Flush the 3 PsMarch 25, 2020
PDF of this information here
Public Works – Community Wastewater System(s) Notification!
Every day, homes in our communities are affected by blocked sewer pipes and more so now with the limited supply of toilet paper!
Together, we can reduce blockages to protect your home and communities and also to safeguard the environment, just by making some simple changes to our daily habits and taking extra precautions as we go through the current COVID-19 outbreak and the resulting toilet paper shortage.
In our bathrooms
To avoid unnecessary blockages, put items such as wet wipes and sanitary products in the trash to protect your pipes from plugging off and causing sewerage flooding, and now with the lack of TP in many communities, we can now also add paper towel, socks, t-shirts, underwear, etc.… to this list!
Remember to only flush the three Ps:
- Paper (Toilet Paper)
What bathroom products you should PUT IN THE TRASH and NOT IN THE TOILET BOWL?
- Make-up, cleaning and baby wipes (even if they say ‘flushable’)
- Plastic stirs sticks/popsicle sticks
- Plasters and bandages
- Tampons and applicators
- Sanitary and menstrual pads
- Razor blades
- Paper towel and Newspaper
- Socks, T-shirts, Underwear, basically Clothing of any kind!
In the kitchen
We've all seen reports of giant fatbergs in the news that can cause massive public sewer blockages, leading to sewage backing up into homes and onto the streets!
To help keep our drains, septic tanks and sewers clear and your community free of smelly fatbergs, pour used grease into a container, scrape leftover food and wipe grease from plates and pans before washing.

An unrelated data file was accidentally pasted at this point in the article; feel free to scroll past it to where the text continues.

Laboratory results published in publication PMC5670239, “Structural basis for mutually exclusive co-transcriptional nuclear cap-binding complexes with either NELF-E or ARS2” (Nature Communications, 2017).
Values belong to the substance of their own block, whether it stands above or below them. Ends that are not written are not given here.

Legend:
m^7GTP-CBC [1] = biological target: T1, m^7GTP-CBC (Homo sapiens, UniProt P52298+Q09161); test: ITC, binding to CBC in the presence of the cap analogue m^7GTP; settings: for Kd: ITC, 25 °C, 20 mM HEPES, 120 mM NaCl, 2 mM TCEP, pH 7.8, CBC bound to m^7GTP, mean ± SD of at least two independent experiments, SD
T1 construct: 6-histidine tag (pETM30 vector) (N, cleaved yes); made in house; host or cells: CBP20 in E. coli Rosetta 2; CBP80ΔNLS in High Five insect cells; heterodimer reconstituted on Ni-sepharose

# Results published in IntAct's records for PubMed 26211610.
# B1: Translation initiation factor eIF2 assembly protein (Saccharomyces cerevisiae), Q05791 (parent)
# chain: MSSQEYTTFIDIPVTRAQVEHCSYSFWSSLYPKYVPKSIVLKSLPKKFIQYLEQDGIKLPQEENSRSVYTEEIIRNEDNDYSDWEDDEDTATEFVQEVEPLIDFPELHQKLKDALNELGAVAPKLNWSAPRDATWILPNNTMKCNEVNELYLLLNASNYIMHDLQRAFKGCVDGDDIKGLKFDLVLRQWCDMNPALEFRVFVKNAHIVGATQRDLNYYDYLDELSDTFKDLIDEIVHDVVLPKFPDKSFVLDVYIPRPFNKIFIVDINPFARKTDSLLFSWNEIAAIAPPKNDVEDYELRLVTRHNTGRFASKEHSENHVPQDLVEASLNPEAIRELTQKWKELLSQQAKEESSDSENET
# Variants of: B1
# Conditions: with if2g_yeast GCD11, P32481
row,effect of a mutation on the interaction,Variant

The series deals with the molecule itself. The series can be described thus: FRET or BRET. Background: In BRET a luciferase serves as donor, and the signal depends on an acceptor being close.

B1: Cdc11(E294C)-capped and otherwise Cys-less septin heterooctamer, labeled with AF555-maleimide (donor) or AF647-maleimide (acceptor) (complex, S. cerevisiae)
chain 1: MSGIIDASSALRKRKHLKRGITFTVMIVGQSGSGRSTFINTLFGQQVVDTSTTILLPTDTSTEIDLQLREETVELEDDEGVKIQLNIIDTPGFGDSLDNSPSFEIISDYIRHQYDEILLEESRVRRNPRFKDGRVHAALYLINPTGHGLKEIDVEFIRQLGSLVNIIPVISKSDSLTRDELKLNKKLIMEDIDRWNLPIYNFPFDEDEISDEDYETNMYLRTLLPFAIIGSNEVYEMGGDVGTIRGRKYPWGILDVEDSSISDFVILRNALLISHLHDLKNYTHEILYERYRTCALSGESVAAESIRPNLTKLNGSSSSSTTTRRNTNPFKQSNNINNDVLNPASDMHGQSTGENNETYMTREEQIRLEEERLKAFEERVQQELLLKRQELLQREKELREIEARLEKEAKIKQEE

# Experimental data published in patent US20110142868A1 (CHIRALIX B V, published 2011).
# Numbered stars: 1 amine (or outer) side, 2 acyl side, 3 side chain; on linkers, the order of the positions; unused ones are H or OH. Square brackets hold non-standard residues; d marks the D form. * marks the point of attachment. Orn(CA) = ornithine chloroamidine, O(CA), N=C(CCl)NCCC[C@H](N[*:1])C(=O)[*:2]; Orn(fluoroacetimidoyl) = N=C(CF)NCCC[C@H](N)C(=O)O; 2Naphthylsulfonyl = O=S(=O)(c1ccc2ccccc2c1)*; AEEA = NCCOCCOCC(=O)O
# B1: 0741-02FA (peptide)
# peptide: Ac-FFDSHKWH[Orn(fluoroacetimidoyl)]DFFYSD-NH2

Sink strainers also help to catch any small bits of food that might otherwise get into your drains.
What you should PUT IN THE FOOD WASTE COMPOSTER OR TRASH and NOT IN THE TOILET BOWL?
- Cooking fat, oil and grease
- Leftover food from plates, pots and pans
- Coffee grounds
Every year, Alberta First Nation Public Works departments deal with an estimated 2,500 blockages in our First Nation communities’ homes, private septic systems and public wastewater collection systems, costing millions of dollars to resolve, not to mention clean-up costs if the blockage causes waste to back up into homes!
Around 75 per cent of these blockages involve disposable items and these blockages can easily be avoided by following our advice above!
For homeowners, a blocked sewer or septic system is a major burden and a financial inconvenience, but on an environmental scale it can be disastrous as these blockages can cause pollution in streams, rivers, lakes and on our beaches affecting local wildlife and the planet’s ecosystems with waste potentially ending up in the ocean.
For rural septic tank systems and vacuum trucks, over working an engine when the suction hose plugs, unclogging vacuum truck tanks, difficulty discharging at the truck dump site, cause not only headaches but also incur extra costs that could be used elsewhere.
What are our Public Works departments doing to prevent blockages?
We know that wet wipes, and so-called “flushable” wipes, are the biggest cause of blockages in Alberta and the world. Sewerage systems are not designed to cope with today’s disposable household products such as make-up, cleaning, toilet and baby wipes. Consumers can sometimes be misled into thinking these products are safe to flush!
So we proactively encourage customers to ‘Store it don’t pour it!’ through schools, local radio stations, the media, our community newsletters, social media channels and meeting with community members at local events.
We engage with food service businesses, such as takeaways & restaurants in our communities to ensure they have the right equipment in place to prevent fat, oil and grease from being poured into sewers, causing fatbergs and inevitably major sewer/wastewater collection system blockages.
Throughout the year, Public Works also carry out sewer system inspections and maintain or upgrade pipes and pumps where necessary to ensure the network operates as it should, and that waste can safely flow to our wastewater treatment facilities/lagoons to be made safe enough to be released into the environment!
Please help us in preventing sewage blockages by following the above advice in regards to what shouldn’t be flushed down your homes toilet(s).
Your Public Works Department